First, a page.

With the Liberty Dollars now viewed as contraband by the federal government, their numismatic value to some coin collectors is reportedly skyrocketing.

“They’re sort of treating these Liberty Dollars like they were cocaine – you know, illegal,” Michel said. “That’s certain to drive the price up.”

No one is certain how many Liberty Dollars remain in circulation or in the hands of collectors, but it’s believed to be more than the $20 million estimate from a decade ago.

The defense attorney said the case was a political prosecution and promised to vigorously oppose the government’s forfeiture attempt contained in the criminal indictment brought against von NotHaus. U.S. District Court Judge Richard Voorhees – not a jury – will decide if the assets should be forfeited.

Michel said the coins and bullion seized in Coeur d’Alene not only belong to his client but to an estimated 250,000 purchasers throughout the United States.

The defense also contends that 16,000 ounces of silver seized at Sunshine Minting belonged to Mary S. Nothhouse, the defendant’s mother, and shouldn’t be subjected to forfeiture.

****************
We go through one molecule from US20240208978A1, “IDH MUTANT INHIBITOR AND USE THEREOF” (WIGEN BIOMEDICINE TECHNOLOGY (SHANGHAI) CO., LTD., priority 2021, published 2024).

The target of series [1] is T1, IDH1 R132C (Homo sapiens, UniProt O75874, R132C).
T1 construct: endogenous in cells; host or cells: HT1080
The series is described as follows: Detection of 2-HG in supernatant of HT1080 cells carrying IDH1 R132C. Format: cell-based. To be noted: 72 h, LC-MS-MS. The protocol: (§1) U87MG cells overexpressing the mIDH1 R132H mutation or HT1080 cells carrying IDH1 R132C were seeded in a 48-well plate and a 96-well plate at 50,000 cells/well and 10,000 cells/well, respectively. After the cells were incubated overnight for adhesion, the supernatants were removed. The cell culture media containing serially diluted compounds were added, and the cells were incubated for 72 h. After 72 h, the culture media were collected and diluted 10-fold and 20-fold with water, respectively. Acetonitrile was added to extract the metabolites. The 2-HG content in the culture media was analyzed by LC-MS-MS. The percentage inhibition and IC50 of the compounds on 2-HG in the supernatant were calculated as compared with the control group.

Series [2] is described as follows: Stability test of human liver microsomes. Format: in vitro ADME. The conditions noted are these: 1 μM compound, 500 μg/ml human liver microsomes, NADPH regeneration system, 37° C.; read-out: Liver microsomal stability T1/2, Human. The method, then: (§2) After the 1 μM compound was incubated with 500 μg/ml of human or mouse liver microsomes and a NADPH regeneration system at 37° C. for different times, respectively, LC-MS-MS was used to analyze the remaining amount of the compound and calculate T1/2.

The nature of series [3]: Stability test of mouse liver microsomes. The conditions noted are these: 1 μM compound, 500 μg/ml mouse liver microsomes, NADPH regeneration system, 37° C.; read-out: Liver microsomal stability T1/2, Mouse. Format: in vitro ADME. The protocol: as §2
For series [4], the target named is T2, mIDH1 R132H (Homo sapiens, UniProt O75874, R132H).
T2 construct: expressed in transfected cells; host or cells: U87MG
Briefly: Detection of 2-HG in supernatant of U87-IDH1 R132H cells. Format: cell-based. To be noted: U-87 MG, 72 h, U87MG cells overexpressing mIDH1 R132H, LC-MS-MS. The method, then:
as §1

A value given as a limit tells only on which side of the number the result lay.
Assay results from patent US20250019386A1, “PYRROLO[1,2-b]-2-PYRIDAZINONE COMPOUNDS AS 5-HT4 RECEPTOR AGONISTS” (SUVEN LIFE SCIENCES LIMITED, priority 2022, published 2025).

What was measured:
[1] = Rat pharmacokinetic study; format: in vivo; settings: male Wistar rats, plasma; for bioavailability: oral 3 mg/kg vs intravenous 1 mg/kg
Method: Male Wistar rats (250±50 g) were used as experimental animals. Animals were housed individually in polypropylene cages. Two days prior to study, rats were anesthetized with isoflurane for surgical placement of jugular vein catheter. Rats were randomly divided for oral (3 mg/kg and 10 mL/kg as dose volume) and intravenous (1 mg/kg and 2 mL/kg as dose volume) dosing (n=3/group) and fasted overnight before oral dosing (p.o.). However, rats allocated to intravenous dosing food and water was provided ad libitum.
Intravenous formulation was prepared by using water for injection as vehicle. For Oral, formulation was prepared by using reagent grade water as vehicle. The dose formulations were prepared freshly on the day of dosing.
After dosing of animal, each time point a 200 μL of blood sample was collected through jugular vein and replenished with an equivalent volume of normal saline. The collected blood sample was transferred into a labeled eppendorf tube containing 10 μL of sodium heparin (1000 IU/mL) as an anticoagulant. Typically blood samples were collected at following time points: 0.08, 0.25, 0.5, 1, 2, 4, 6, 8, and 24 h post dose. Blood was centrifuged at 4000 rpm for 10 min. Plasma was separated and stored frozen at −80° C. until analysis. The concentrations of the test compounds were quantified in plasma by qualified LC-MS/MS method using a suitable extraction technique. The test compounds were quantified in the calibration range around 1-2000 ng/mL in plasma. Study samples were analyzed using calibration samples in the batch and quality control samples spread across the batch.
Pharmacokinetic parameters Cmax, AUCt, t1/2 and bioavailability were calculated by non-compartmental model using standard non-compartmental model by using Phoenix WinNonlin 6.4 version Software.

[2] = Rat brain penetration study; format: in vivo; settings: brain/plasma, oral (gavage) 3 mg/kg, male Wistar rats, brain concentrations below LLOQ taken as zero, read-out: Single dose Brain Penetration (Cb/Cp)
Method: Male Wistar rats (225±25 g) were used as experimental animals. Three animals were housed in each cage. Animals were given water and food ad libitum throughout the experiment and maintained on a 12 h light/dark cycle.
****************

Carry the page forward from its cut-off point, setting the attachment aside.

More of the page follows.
To bolster that claim, the defense has introduced a legal declaration from Tom Power, the current owner of Sunshine Minting.

Sunshine Minting and Power were not criminally charged in the case, but Power was subpoenaed to testify at von NotHaus’ trial in Statesville, N.C. Power, who was not called as a witness for either side, did not return calls for comment.

However, his attorney, Ronald A. Van Wert, of Spokane, said Power isn’t “taking sides in this action.”

Power became owner of Sunshine Minting in 2007, eight years after the private mint began manufacturing the Liberty Dollars.

“It’s like making widgets,” Van Wert said. “You get paid and make the widget. We had no involvement with what he (von NotHaus) did with the coins after they were minted.”

On March 18, after an eight-day trial, a 12-member federal jury in Statesville deliberated only 90 minutes before convicting von NotHaus of making coins “resembling and similar to U.S. coins” and issuing, passing, selling and possessing Liberty Dollars intended for use and common currency.

A sentencing date hasn’t been set, but von NotHaus faces up to 15 years in prison and a $250,000 fine. He remains free on bond, temporarily living in North Carolina. Through his attorney, he declined an interview request.